WASHINGTON — Senate Republicans on Wednesday blocked legislation meant to close the pay gap between men and women, framing an election-year fight between the parties over whose policies are friendlier to women.

The bill was an attempt by Democrats to press what they see as their electoral advantage among women in the coming midterm elections, but they fell short of the 60 votes they needed to prevent a filibuster and advance the legislation.

“For reasons known only to them, Senate Republicans don’t seem to be interested in closing wage gaps for working women,” Senator Harry Reid of Nevada, the majority leader, said in a floor speech.

Republican lawmakers have said that given existing anti-discrimination laws, the legislation is redundant and is a transparent attempt by Democrats to distract from President Obama’s much-criticized health care law.

Supporters of the bill, called the Paycheck Fairness Act, say it would bring transparency to worker pay by making it illegal for employers to penalize employees who discuss their salaries and by requiring the Equal Employment Opportunity Commission to collect pay information from employers.

Mr. Obama signed executive measures on Tuesday that imposed similar requirements on government contractors.

Republican leaders assailed Democrats’ attempt to paint them as unsympathetic to women in the work force. The Senate Republican Conference on Wednesday called the pay equity legislation “the latest ploy in the Democrats’ election-year playbook.”

It may be a “ploy” but why are the Republicans playing right into the Democrats’ hand on this?  Perhaps the Republicans are being painted as “unsympathetic to women in the workforce” because they are, you know, unsympathetic to women in the work force.  It’s not at all clear, either, how this legislation is redundant.  Furthermore, the whole distraction from Obamacare argument is so stupid.  Are Republicans going to say that about every single Democratic initiative?  (Survey says… yes!)

This isn’t exactly a “war on women” but you’ve clearly got one side interested in creating more workplace fairness and the other side, not so much.  As long as Republicans continue to play along, the Democrats are politically wise to push the agenda to motivate women voters for the Fall.  Of course, the Republicans could make this all moot by actually supporting legislation that helps fairness in the workplace.  I’m not holding my breath.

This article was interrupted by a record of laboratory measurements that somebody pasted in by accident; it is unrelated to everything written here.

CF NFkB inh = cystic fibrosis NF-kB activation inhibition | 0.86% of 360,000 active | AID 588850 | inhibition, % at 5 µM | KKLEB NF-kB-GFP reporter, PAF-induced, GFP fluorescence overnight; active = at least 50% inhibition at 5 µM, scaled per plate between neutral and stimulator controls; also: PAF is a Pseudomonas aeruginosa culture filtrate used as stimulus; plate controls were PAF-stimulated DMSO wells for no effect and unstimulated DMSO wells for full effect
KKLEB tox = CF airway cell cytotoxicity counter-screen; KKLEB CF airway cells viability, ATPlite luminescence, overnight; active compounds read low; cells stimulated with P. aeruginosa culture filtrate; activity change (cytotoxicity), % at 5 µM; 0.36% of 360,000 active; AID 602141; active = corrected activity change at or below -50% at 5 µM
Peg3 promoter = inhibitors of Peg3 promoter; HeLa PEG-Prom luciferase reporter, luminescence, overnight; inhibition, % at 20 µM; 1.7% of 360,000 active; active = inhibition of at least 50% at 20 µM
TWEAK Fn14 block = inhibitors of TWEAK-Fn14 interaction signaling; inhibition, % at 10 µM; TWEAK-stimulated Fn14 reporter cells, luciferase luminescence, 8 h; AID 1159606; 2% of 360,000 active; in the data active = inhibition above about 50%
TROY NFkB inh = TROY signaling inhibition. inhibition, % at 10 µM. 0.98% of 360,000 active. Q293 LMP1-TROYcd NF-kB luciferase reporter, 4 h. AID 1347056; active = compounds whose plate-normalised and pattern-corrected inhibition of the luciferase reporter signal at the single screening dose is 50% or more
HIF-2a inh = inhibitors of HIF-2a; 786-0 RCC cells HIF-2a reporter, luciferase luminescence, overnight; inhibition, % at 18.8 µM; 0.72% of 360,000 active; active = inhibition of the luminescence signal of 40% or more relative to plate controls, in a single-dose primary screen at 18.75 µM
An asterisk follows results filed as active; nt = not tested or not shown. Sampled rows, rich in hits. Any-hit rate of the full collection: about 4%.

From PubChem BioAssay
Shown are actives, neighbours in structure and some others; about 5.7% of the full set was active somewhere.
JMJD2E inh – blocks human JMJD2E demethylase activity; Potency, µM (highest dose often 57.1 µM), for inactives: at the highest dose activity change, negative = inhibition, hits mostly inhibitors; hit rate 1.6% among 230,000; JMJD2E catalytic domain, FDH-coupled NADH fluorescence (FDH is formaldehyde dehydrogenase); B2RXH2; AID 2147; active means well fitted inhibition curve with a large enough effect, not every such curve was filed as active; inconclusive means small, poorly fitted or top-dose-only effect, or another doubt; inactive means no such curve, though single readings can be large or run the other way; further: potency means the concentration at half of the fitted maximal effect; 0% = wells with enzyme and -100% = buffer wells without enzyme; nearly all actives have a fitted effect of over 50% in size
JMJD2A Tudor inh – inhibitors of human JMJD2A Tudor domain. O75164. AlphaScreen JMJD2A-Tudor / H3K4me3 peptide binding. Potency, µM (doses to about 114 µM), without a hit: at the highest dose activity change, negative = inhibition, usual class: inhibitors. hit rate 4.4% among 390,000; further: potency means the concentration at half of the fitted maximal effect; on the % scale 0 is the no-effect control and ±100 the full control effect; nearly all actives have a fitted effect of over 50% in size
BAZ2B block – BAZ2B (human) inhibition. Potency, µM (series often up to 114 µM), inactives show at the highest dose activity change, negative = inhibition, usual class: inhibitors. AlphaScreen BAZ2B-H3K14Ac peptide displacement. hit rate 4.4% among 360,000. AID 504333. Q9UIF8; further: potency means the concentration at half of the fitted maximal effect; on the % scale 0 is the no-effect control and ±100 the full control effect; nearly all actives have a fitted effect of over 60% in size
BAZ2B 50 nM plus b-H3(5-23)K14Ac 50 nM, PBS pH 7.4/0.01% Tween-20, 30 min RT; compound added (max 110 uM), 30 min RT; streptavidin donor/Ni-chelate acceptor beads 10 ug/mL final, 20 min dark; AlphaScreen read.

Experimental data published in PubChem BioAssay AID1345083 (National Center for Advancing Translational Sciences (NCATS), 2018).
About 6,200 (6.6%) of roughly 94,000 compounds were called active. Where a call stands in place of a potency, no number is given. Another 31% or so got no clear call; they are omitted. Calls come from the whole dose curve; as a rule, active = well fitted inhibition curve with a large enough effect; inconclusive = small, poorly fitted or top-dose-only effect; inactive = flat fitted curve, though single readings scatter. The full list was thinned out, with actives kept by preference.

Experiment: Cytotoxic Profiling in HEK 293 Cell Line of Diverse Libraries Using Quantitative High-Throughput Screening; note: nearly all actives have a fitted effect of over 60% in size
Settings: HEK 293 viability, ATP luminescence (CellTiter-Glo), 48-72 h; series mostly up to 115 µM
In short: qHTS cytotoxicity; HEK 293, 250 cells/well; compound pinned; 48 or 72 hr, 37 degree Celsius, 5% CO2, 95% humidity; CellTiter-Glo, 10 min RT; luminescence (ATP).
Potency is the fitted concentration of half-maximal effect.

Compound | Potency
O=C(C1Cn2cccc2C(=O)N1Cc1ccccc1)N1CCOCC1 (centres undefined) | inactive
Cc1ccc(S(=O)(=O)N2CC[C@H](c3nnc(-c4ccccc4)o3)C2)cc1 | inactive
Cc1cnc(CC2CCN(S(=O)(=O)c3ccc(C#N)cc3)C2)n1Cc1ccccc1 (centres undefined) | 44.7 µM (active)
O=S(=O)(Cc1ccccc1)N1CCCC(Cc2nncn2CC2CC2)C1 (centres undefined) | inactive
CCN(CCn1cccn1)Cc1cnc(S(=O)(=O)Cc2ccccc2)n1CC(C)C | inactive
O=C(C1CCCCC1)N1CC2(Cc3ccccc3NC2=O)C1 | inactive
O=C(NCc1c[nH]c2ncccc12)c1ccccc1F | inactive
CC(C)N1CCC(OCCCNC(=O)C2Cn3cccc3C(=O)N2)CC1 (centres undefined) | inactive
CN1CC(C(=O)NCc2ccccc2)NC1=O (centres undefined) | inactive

Fox and climate

Surprise, surprise, Fox News does not actually accurately cover climate change.  Here it is in handy graph form via Media Matters:

Union of Concerned Scientists

Also interesting is the amount of coverage of a recent report by network:

Media Matters

I don’t really watch any cable news at all, but if I did, I think I might go with Aljazeera America, based on what I’ve seen read so far.  (They certainly have good taste in political experts).  I don’t know how they are doing, but I still cannot help but think that they are never going to thrive in America without a serious re-branding.

Obama and the gender wage gap

Enough with the $.77 on the dollar already!  This has got to me the most misleading/most over-used statistic in politics.  So frustrating to hear Obama– who surely understands the issue on a far more sophisticated level– to go on and on about this.  Sure, we should do what we can to shrink the gender pay disparity, but I would argue that most of the disparity is not actually about public policy.

So, so far I pretty much love Ezra Klein’s new Vox site.  Here’s a nice article on what exactly Obama is trying to accomplish on the pay gap via executive order.  Basically, it focuses on requiring transparency so that women can see when they are getting screwed and do something about it (or prevent employers from screwing female employees because the information will be transparent).  Okay, all well and good, but I’m going to guess that of the supposed 23 cent gap, the lack of transparency counts for a couple cents at most.

Anyway, what I really loved at Vox– here’s your value-added– was a great set of “cards” that really explain the gender wage gap and the research behind it.  A far better summary of the key issues involved I’ve seen most anywhere (than perhaps my lecture on the topic :-) in Public Policy).  To wit, this key bit:

Researchers argue endlessly over this question. Figures that only take annual, weekly, or hourly wages into account, for example, ignore the fact that men and women have differing levels of educational attainment and also tend to work in different fields.

Some studies have attempted to adjust for or measure these effects. A 2012 study from the American Association of University Women, for example, found a wage gap of 18 percent among recent college graduates. However, after adjusting for factors like occupation and college major, the study found a gap of 6.6 percent remaining.

$.07 on the dollar of real discrimination is still $.07 too much.  But that strikes me as a far more manageable problem than the idea that women barely make 3/4 of what men do in the same job– a very erroneous and very widely held misbelief.  And there’s also this very true statement:

These studies can be illuminating, in the sense that they show that both measurable and immeasurable factors contribute to wage inequities in the US. However, simply adjusting for factors like college major and occupational choice can obscure deeper forces in the economy that push women into lower-paid occupations or to spend more time raising children.